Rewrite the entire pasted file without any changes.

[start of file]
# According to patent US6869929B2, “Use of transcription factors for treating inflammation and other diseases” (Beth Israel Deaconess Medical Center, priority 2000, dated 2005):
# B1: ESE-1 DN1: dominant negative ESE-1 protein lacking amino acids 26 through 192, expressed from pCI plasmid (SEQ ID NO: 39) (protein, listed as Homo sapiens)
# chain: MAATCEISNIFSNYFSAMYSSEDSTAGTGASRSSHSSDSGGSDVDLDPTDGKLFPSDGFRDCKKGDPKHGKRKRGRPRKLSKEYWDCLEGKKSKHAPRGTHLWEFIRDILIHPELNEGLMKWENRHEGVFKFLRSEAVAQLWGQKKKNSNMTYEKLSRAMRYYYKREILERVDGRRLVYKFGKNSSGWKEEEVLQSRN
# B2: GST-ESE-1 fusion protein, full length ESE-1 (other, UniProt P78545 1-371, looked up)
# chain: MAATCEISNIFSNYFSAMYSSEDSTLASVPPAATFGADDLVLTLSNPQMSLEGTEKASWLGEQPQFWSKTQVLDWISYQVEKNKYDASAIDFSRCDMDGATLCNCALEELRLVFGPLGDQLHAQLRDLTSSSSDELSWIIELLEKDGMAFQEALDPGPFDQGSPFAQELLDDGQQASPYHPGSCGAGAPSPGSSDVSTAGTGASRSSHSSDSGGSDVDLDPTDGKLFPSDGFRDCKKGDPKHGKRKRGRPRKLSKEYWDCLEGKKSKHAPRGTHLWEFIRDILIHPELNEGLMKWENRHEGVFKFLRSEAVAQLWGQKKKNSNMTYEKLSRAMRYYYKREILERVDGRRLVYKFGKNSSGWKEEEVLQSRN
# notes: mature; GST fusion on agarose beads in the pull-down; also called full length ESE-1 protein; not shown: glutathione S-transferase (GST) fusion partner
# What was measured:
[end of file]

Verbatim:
# According to patent US6869929B2, “Use of transcription factors for treating inflammation and other diseases” (Beth Israel Deaconess Medical Center, priority 2000, dated 2005):
# B1: ESE-1 DN1: dominant negative ESE-1 protein lacking amino acids 26 through 192, expressed from pCI plasmid (SEQ ID NO: 39) (protein, listed as Homo sapiens)
# chain: MAATCEISNIFSNYFSAMYSSEDSTAGTGASRSSHSSDSGGSDVDLDPTDGKLFPSDGFRDCKKGDPKHGKRKRGRPRKLSKEYWDCLEGKKSKHAPRGTHLWEFIRDILIHPELNEGLMKWENRHEGVFKFLRSEAVAQLWGQKKKNSNMTYEKLSRAMRYYYKREILERVDGRRLVYKFGKNSSGWKEEEVLQSRN
# B2: GST-ESE-1 fusion protein, full length ESE-1 (other, UniProt P78545 1-371, looked up)
# chain: MAATCEISNIFSNYFSAMYSSEDSTLASVPPAATFGADDLVLTLSNPQMSLEGTEKASWLGEQPQFWSKTQVLDWISYQVEKNKYDASAIDFSRCDMDGATLCNCALEELRLVFGPLGDQLHAQLRDLTSSSSDELSWIIELLEKDGMAFQEALDPGPFDQGSPFAQELLDDGQQASPYHPGSCGAGAPSPGSSDVSTAGTGASRSSHSSDSGGSDVDLDPTDGKLFPSDGFRDCKKGDPKHGKRKRGRPRKLSKEYWDCLEGKKSKHAPRGTHLWEFIRDILIHPELNEGLMKWENRHEGVFKFLRSEAVAQLWGQKKKNSNMTYEKLSRAMRYYYKREILERVDGRRLVYKFGKNSSGWKEEEVLQSRN
# notes: mature; GST fusion on agarose beads in the pull-down; also called full length ESE-1 protein; not shown: glutathione S-transferase (GST) fusion partner
# What was measured: